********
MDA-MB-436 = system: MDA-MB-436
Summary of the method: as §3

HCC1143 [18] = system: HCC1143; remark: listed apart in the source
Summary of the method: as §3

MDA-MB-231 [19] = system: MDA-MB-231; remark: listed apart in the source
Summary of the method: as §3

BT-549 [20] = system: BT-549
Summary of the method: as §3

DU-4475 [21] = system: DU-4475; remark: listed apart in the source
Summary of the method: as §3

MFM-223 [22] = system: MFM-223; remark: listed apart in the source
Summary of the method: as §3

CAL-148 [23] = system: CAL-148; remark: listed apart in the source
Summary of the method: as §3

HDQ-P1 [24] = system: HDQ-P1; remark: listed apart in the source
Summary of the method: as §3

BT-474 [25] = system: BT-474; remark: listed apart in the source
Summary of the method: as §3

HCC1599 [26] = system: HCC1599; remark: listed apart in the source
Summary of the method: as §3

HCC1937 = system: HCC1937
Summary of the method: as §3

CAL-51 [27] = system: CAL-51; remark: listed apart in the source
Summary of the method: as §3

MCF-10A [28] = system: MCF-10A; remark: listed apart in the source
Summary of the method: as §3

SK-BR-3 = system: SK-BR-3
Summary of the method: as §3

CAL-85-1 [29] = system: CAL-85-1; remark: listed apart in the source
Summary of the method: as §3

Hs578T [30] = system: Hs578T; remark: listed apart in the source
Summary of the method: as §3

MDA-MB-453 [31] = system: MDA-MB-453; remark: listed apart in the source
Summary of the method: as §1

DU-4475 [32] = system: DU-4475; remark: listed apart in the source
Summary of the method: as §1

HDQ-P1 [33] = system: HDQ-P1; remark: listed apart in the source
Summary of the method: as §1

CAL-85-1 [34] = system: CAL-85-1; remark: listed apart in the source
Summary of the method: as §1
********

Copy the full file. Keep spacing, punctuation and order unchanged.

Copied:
MDA-MB-436 = system: MDA-MB-436
Summary of the method: as §3

HCC1143 [18] = system: HCC1143; remark: listed apart in the source
Summary of the method: as §3

MDA-MB-231 [19] = system: MDA-MB-231; remark: listed apart in the source
Summary of the method: as §3

BT-549 [20] = system: BT-549
Summary of the method: as §3

DU-4475 [21] = system: DU-4475; remark: listed apart in the source
Summary of the method: as §3

MFM-223 [22] = system: MFM-223; remark: listed apart in the source
Summary of the method: as §3

CAL-148 [23] = system: CAL-148; remark: listed apart in the source
Summary of the method: as §3

HDQ-P1 [24] = system: HDQ-P1; remark: listed apart in the source
Summary of the method: as §3

BT-474 [25] = system: BT-474; remark: listed apart in the source
Summary of the method: as §3

HCC1599 [26] = system: HCC1599; remark: listed apart in the source
Summary of the method: as §3

HCC1937 = system: HCC1937
Summary of the method: as §3

CAL-51 [27] = system: CAL-51; remark: listed apart in the source
Summary of the method: as §3

MCF-10A [28] = system: MCF-10A; remark: listed apart in the source
Summary of the method: as §3

SK-BR-3 = system: SK-BR-3
Summary of the method: as §3

CAL-85-1 [29] = system: CAL-85-1; remark: listed apart in the source
Summary of the method: as §3

Hs578T [30] = system: Hs578T; remark: listed apart in the source
Summary of the method: as §3

MDA-MB-453 [31] = system: MDA-MB-453; remark: listed apart in the source
Summary of the method: as §1

DU-4475 [32] = system: DU-4475; remark: listed apart in the source
Summary of the method: as §1

HDQ-P1 [33] = system: HDQ-P1; remark: listed apart in the source
Summary of the method: as §1

CAL-85-1 [34] = system: CAL-85-1; remark: listed apart in the source
Summary of the method: as §1